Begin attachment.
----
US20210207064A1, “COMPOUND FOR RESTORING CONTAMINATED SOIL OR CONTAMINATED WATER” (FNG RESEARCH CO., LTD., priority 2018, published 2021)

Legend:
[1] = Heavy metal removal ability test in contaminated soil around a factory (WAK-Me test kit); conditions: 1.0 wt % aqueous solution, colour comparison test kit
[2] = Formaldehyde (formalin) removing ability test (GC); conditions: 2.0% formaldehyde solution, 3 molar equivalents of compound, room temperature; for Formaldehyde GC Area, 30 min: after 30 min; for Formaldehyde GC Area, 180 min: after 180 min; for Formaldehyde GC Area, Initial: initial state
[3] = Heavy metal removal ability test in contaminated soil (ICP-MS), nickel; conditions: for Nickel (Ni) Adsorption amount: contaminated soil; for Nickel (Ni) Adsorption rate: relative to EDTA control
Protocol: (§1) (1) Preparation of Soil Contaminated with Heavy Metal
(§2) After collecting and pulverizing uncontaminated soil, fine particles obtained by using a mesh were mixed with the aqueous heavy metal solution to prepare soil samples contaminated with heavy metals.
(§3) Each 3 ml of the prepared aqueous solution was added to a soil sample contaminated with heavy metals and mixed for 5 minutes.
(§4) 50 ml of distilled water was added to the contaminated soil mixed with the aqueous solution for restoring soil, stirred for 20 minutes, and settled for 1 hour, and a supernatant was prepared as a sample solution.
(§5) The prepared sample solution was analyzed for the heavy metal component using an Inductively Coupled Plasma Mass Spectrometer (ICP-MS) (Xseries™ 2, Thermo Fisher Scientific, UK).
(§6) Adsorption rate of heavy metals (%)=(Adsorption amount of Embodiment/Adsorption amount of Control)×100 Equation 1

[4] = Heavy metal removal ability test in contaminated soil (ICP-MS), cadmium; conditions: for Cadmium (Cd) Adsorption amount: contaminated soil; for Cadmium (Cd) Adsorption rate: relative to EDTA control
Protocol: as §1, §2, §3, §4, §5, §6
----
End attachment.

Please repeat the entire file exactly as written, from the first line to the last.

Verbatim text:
US20210207064A1, “COMPOUND FOR RESTORING CONTAMINATED SOIL OR CONTAMINATED WATER” (FNG RESEARCH CO., LTD., priority 2018, published 2021)

Legend:
[1] = Heavy metal removal ability test in contaminated soil around a factory (WAK-Me test kit); conditions: 1.0 wt % aqueous solution, colour comparison test kit
[2] = Formaldehyde (formalin) removing ability test (GC); conditions: 2.0% formaldehyde solution, 3 molar equivalents of compound, room temperature; for Formaldehyde GC Area, 30 min: after 30 min; for Formaldehyde GC Area, 180 min: after 180 min; for Formaldehyde GC Area, Initial: initial state
[3] = Heavy metal removal ability test in contaminated soil (ICP-MS), nickel; conditions: for Nickel (Ni) Adsorption amount: contaminated soil; for Nickel (Ni) Adsorption rate: relative to EDTA control
Protocol: (§1) (1) Preparation of Soil Contaminated with Heavy Metal
(§2) After collecting and pulverizing uncontaminated soil, fine particles obtained by using a mesh were mixed with the aqueous heavy metal solution to prepare soil samples contaminated with heavy metals.
(§3) Each 3 ml of the prepared aqueous solution was added to a soil sample contaminated with heavy metals and mixed for 5 minutes.
(§4) 50 ml of distilled water was added to the contaminated soil mixed with the aqueous solution for restoring soil, stirred for 20 minutes, and settled for 1 hour, and a supernatant was prepared as a sample solution.
(§5) The prepared sample solution was analyzed for the heavy metal component using an Inductively Coupled Plasma Mass Spectrometer (ICP-MS) (Xseries™ 2, Thermo Fisher Scientific, UK).
(§6) Adsorption rate of heavy metals (%)=(Adsorption amount of Embodiment/Adsorption amount of Control)×100 Equation 1

[4] = Heavy metal removal ability test in contaminated soil (ICP-MS), cadmium; conditions: for Cadmium (Cd) Adsorption amount: contaminated soil; for Cadmium (Cd) Adsorption rate: relative to EDTA control
Protocol: as §1, §2, §3, §4, §5, §6